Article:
When I was three years of age and my brother was nine weeks old, we embarked on an adventure similar to that of the Abernathy brothers (Roughriding Rover Boys, May 17). With Jeff riding a duck and myself a broom, we rode from Mexico City to Anchorage, Alaska in three days (we didn't miss one light). Carrying only travelers checks we did the best we could for milk and diapers.
Our father had previously become famous by catching great white sharks bare-handed. He used a technique very much like the one Jack Abernathy used with wolves, holding the shark's lower jaw down so the shark couldn't bite. He wore only a thin glove on his hand (the thinner the better).
Later we were offered $1 million if we could cross the continent in one week riding wild rats. We were six seconds late and were not awarded the money. The only ones waiting for us at the end of our journey were our father and a few interested cats. No kidding.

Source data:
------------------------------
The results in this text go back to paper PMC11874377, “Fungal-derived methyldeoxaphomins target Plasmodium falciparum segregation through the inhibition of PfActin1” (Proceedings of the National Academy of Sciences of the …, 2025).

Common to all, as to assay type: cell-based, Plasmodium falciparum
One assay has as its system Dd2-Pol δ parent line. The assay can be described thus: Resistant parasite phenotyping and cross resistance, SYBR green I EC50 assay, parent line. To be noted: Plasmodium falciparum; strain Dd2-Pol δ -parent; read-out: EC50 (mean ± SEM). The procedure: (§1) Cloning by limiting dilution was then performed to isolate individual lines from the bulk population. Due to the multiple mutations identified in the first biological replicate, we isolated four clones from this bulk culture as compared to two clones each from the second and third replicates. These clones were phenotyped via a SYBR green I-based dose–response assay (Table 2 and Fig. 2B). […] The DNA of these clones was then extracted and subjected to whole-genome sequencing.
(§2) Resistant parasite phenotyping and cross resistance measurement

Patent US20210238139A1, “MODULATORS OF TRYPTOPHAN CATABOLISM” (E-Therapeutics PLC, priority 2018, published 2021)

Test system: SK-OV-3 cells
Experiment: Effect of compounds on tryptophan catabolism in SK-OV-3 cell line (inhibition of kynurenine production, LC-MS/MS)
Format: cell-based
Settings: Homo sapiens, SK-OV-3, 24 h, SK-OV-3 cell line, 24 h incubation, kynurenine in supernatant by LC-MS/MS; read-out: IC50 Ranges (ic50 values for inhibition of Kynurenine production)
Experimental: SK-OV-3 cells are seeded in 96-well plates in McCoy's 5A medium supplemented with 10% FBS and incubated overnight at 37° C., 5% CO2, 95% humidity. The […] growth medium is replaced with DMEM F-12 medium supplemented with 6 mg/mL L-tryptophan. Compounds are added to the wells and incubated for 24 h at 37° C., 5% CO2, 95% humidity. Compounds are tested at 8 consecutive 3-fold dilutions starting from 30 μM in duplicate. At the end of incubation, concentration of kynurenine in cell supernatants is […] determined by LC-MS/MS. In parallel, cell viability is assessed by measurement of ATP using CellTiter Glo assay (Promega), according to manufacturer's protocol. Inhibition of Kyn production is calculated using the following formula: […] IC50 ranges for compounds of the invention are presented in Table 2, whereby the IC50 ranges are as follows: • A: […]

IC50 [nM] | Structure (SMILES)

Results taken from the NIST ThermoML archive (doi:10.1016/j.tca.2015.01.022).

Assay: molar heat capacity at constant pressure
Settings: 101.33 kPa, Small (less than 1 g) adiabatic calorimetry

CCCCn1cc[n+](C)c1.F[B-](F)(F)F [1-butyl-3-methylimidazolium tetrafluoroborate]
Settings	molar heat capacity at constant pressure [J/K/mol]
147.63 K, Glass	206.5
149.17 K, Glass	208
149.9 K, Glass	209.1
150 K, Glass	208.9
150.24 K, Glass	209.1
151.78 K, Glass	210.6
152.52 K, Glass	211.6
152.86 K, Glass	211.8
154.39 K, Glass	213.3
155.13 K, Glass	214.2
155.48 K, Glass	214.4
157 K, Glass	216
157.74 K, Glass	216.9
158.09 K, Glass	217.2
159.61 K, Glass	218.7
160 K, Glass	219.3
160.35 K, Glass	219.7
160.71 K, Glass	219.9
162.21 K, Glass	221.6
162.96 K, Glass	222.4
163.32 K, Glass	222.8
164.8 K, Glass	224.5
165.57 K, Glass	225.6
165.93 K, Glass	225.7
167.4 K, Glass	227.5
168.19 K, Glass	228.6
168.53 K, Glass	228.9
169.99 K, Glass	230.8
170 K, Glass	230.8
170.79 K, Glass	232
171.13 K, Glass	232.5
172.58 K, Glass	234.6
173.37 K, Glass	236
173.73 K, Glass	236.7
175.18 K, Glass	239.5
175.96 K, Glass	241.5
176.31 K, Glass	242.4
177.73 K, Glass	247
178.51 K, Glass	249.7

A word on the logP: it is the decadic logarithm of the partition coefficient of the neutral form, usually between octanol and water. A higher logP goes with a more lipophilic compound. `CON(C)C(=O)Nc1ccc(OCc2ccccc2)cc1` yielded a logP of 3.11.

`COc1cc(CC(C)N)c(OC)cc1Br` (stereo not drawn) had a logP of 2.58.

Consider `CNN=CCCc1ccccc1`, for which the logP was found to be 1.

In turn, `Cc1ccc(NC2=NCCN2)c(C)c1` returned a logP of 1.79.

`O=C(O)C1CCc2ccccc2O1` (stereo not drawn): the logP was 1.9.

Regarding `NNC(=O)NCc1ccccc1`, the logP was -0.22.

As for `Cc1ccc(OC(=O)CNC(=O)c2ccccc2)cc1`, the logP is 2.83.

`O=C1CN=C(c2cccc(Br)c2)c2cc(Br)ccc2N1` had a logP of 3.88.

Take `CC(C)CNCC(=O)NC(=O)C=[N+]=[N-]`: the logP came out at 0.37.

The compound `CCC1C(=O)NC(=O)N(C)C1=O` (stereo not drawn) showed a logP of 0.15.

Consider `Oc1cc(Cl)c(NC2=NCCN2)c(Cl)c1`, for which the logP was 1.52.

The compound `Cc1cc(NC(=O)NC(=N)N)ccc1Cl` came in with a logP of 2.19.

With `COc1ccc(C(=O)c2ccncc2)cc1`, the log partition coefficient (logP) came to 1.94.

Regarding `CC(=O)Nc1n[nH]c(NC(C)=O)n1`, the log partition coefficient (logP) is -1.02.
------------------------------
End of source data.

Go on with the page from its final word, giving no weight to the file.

?The Abernathys' feats, though hard to believe, are well documented.—ED.
In your Baseball Issue (April 12) you correctly pictured Henry Aaron wearing No. 5 as a rookie. However, you did not show a rookie picture for Joe DiMaggio, the most famous No. 5 in baseball history, although you discussed his fine rookie year. Would you have recalled that he did not wear No. 5 then? He wore No. 9.
DAVID P. HAWKINS
New York City